By Ed Arnold
There was once a time when every educated person read every book that came off the printing press. For most readers 100 to 400 years ago, a book was not a monologue by the author. It was a dialogue between the writer and the reader. The reader added his (it was usually a he; women were discouraged from “unfeminine” arts like reading) part of the repartee in the margin.
“This isn’t true!” exclaimed a reader in an angry marginal scrawl. “This isn’t what Plato said,” exhorted another. “Absolutely! Absolutely!” was a terse verse.
To make it easier to write these addenda, the outside margin of a page was widened. This took some doing because paper, or vellum, was expensive and the printer wanted to get as many words as possible on a page.
That wide margin has become a popular margin technique. Appropriately, such a format is called “the scholar’s margin.”
On an 8.5×11″ page, typically, the gutter “page margin” — the white frame that encloses the “print page” — is three picas, the outside margin is four, the head is four, and the foot six. These are very variable variables, though.
Then the basic “book” — the “narrative column” — is set at 28 picas, there’s a two-pica “alley” of white, and then the “scholar’s margin” of 13 picas. Again, the variables change a lot. The main thing to remember is that the narrow column is much narrower than the main one.
The scholar’s margin may run headlines or sub-heads, captions, sidebars or photos.
A major advantage to the scholar’s margin is the variety of picture widths it provides. An illustration can be as wide as the “narrative” — main — column; it can be as wide as the scholar’s margin. Or it can run clear across the page. More variations can be added by bleeding art to the gutter, the margin, the head or foot or any combination thereof.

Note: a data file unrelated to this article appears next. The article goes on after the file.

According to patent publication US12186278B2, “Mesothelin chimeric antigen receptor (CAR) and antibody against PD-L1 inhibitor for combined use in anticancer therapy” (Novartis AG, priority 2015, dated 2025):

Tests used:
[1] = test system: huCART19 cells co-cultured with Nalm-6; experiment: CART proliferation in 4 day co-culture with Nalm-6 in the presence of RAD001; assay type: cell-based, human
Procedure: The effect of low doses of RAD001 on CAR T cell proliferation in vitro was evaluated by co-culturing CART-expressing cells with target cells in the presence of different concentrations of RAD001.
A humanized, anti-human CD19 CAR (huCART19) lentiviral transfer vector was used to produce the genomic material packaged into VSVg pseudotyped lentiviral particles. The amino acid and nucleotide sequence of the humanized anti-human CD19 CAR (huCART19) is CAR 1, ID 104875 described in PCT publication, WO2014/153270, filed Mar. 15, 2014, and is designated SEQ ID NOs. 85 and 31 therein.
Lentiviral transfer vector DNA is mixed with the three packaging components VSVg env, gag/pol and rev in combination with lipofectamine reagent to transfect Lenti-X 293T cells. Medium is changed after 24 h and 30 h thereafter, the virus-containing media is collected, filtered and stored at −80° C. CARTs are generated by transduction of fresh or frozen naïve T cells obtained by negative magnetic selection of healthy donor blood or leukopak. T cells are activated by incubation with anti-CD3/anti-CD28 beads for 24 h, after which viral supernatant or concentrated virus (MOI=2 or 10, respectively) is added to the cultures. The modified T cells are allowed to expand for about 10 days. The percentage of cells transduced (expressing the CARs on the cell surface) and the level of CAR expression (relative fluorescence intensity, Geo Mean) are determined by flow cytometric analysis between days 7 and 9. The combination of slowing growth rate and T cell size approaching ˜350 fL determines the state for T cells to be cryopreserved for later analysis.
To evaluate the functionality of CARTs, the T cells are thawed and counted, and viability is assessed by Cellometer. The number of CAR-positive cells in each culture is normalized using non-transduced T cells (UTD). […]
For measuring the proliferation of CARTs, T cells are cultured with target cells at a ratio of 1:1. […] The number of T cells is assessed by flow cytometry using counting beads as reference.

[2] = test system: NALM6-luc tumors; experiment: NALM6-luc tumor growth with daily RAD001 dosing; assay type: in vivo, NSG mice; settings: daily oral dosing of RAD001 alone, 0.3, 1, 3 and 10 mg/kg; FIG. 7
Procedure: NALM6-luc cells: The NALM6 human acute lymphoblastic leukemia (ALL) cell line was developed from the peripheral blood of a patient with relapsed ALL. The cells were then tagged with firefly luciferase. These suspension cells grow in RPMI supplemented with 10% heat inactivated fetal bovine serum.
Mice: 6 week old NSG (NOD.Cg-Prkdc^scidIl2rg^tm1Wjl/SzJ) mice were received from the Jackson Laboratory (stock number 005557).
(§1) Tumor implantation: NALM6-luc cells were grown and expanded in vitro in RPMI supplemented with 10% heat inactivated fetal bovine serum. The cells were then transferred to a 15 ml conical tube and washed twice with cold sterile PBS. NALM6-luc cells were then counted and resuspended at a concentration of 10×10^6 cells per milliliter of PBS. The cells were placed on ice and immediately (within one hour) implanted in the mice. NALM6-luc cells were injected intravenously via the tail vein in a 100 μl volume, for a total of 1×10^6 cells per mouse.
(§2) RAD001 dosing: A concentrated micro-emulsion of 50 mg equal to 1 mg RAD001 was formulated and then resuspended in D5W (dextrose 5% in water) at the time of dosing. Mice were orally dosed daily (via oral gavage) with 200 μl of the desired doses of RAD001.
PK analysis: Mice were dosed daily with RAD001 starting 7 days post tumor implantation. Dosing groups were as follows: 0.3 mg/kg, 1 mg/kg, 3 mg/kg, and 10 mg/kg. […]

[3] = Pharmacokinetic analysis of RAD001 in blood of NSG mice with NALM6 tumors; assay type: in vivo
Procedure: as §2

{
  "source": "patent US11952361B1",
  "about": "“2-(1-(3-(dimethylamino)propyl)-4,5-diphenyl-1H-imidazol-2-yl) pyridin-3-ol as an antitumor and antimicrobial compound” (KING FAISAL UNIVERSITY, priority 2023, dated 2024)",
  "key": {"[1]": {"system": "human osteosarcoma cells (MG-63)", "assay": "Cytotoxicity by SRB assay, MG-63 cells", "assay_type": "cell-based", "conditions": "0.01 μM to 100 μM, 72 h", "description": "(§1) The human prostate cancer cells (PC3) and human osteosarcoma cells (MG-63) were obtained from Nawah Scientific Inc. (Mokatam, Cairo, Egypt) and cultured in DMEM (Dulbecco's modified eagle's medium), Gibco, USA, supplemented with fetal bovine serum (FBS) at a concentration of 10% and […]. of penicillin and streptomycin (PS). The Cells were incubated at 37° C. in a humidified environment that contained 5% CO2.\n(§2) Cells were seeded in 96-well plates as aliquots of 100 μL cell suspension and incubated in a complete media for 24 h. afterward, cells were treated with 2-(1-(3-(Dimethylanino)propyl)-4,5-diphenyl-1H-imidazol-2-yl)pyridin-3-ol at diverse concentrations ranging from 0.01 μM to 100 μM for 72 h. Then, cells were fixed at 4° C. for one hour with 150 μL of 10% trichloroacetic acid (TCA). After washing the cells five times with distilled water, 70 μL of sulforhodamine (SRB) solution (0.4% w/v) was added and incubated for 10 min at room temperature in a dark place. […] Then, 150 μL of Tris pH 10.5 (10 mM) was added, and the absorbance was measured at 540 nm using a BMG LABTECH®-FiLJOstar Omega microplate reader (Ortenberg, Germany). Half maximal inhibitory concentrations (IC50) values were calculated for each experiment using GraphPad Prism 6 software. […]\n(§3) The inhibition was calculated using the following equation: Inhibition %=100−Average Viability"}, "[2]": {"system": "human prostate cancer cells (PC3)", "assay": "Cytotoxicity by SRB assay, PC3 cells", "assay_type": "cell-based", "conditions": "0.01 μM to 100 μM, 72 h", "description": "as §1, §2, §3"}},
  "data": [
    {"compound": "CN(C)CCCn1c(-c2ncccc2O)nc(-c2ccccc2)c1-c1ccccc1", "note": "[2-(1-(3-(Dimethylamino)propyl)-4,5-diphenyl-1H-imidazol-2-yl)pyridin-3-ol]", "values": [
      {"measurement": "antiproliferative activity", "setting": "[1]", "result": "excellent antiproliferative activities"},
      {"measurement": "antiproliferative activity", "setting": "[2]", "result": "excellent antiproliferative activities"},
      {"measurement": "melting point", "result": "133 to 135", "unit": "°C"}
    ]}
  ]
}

The format is a highly versatile one. It can be used for books, magazines, catalogs and advertising pieces. Everyone who works with the printed page ought to try it a couple of times to see just how useful it can be.
I know I’ve recently discussed a great typo of my past in this space, but a tale about getting copy absolutely correct can be equally entertaining.
One day, decades ago, at a company I worked for, I was conferring with our in-house print shop manager about the latest issue of the company magazine, which I edited. We were interrupted by a self-important popinjay from the finance department who demanded that all other jobs be postponed until he was supplied with nearly 100,000 forms just like the one he forced upon the printer.
When the printer began to ask questions, he was cut short with: “Just print this form exactly the way it is. I don’t have time for piddling details.” Yes, sir! Yes, sir!
A few days later, I got a phone call. The voice said, “You’ll enjoy being here in five minutes.” I dashed down to the print shop as Mr. Stuffbottom came storming in. “You just sent 80,000 of these to my office and they’re all wrong!” he screamed. “I followed your instructions to the T,” observed the printer quietly. “You heard him say, didn’t you, Mr. Arnold, to print it just like the form he gave me?”
And he waved that form which, foresightedly, he had made Stuffbottom sign. The irate financier scanned the paper, handed it back and wordlessly scooted out the door.
I stood bewildered until my friend showed me the original copy. Underscored in red was the line “__________ 195_” and it had been faithfully reprinted on all those many, many forms … which were destined for use in the 1960s.
Ed Arnold is a consultant to the printing industry, specializing in design. He can be contacted at 3804 Brandon Ave. SW, #415, Roanoke, VA 24018.